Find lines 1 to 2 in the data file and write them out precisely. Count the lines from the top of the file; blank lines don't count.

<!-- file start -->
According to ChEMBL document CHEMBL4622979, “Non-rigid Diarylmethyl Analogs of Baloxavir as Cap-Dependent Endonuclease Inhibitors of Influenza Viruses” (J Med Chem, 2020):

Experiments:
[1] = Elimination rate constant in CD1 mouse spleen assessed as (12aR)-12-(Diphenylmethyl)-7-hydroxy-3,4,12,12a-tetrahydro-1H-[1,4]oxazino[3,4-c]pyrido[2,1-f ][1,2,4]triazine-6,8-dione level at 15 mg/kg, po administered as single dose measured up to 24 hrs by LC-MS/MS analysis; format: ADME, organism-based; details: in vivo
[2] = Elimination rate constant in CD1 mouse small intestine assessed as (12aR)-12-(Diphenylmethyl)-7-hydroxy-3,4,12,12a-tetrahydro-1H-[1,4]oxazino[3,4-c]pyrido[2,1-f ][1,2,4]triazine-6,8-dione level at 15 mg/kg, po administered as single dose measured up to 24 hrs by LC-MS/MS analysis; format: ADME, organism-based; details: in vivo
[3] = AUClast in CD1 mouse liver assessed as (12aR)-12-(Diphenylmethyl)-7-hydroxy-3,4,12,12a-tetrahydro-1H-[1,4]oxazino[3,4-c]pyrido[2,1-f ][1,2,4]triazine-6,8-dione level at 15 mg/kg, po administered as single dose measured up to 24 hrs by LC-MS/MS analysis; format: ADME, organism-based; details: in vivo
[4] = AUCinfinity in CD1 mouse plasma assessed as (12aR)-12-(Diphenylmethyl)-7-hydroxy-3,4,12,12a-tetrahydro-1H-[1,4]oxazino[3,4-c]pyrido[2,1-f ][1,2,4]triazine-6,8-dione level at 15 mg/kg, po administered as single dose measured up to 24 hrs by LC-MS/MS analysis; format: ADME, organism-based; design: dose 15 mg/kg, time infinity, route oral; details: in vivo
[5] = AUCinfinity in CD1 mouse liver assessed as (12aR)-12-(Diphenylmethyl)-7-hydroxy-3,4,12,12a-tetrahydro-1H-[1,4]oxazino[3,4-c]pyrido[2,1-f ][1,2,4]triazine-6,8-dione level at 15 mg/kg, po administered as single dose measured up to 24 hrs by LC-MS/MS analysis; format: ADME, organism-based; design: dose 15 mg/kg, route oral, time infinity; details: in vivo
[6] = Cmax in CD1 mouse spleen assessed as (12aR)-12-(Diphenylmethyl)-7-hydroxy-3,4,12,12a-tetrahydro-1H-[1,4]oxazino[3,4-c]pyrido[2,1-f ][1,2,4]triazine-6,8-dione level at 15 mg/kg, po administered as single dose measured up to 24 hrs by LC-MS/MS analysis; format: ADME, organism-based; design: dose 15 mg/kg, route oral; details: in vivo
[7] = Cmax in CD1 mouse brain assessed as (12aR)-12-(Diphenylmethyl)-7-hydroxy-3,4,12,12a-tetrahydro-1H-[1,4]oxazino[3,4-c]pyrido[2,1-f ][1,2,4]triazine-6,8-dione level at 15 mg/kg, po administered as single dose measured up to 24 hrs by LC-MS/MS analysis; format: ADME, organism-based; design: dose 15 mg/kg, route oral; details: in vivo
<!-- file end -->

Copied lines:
According to ChEMBL document CHEMBL4622979, “Non-rigid Diarylmethyl Analogs of Baloxavir as Cap-Dependent Endonuclease Inhibitors of Influenza Viruses” (J Med Chem, 2020):

Experiments: